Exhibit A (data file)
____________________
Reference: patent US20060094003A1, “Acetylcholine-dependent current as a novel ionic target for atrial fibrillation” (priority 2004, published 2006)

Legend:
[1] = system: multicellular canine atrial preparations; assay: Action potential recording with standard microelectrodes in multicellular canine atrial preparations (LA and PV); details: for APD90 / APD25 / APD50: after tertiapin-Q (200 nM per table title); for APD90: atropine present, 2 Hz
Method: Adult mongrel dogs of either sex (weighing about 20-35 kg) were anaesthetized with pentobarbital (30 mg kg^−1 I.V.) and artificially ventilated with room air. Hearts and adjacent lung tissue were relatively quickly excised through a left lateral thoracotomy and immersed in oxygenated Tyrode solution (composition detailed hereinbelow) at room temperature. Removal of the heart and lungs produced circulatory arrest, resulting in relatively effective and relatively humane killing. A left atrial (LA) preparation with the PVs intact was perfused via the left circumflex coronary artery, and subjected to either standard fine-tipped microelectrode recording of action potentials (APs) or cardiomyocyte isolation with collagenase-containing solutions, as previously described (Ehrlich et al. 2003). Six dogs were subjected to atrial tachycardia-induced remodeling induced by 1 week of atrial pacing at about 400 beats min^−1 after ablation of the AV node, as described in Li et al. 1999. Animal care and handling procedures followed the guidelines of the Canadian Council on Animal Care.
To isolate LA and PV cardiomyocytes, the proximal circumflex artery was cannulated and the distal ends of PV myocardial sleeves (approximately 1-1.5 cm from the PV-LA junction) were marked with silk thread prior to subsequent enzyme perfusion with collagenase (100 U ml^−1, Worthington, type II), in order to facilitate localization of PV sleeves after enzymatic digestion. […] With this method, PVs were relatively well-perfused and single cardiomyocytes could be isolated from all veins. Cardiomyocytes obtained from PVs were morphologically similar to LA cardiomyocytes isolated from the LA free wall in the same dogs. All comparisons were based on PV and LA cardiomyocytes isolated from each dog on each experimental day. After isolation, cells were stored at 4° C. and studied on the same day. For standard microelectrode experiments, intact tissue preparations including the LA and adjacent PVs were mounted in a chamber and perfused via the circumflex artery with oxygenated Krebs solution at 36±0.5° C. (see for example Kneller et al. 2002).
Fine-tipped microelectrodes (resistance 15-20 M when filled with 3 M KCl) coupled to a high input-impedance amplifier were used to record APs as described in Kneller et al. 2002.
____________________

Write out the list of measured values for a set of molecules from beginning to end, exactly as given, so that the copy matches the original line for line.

Reference: patent US20060094003A1, “Acetylcholine-dependent current as a novel ionic target for atrial fibrillation” (priority 2004, published 2006)

Legend:
[1] = system: multicellular canine atrial preparations; assay: Action potential recording with standard microelectrodes in multicellular canine atrial preparations (LA and PV); details: for APD90 / APD25 / APD50: after tertiapin-Q (200 nM per table title); for APD90: atropine present, 2 Hz
Method: Adult mongrel dogs of either sex (weighing about 20-35 kg) were anaesthetized with pentobarbital (30 mg kg^−1 I.V.) and artificially ventilated with room air. Hearts and adjacent lung tissue were relatively quickly excised through a left lateral thoracotomy and immersed in oxygenated Tyrode solution (composition detailed hereinbelow) at room temperature. Removal of the heart and lungs produced circulatory arrest, resulting in relatively effective and relatively humane killing. A left atrial (LA) preparation with the PVs intact was perfused via the left circumflex coronary artery, and subjected to either standard fine-tipped microelectrode recording of action potentials (APs) or cardiomyocyte isolation with collagenase-containing solutions, as previously described (Ehrlich et al. 2003). Six dogs were subjected to atrial tachycardia-induced remodeling induced by 1 week of atrial pacing at about 400 beats min^−1 after ablation of the AV node, as described in Li et al. 1999. Animal care and handling procedures followed the guidelines of the Canadian Council on Animal Care.
To isolate LA and PV cardiomyocytes, the proximal circumflex artery was cannulated and the distal ends of PV myocardial sleeves (approximately 1-1.5 cm from the PV-LA junction) were marked with silk thread prior to subsequent enzyme perfusion with collagenase (100 U ml^−1, Worthington, type II), in order to facilitate localization of PV sleeves after enzymatic digestion. […] With this method, PVs were relatively well-perfused and single cardiomyocytes could be isolated from all veins. Cardiomyocytes obtained from PVs were morphologically similar to LA cardiomyocytes isolated from the LA free wall in the same dogs. All comparisons were based on PV and LA cardiomyocytes isolated from each dog on each experimental day. After isolation, cells were stored at 4° C. and studied on the same day. For standard microelectrode experiments, intact tissue preparations including the LA and adjacent PVs were mounted in a chamber and perfused via the circumflex artery with oxygenated Krebs solution at 36±0.5° C. (see for example Kneller et al. 2002).
Fine-tipped microelectrodes (resistance 15-20 M when filled with 3 M KCl) coupled to a high input-impedance amplifier were used to record APs as described in Kneller et al. 2002.